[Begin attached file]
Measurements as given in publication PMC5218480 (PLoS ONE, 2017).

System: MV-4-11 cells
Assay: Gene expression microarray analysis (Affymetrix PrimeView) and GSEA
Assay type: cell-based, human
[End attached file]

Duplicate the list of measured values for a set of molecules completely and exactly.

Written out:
Measurements as given in publication PMC5218480 (PLoS ONE, 2017).

System: MV-4-11 cells
Assay: Gene expression microarray analysis (Affymetrix PrimeView) and GSEA
Assay type: cell-based, human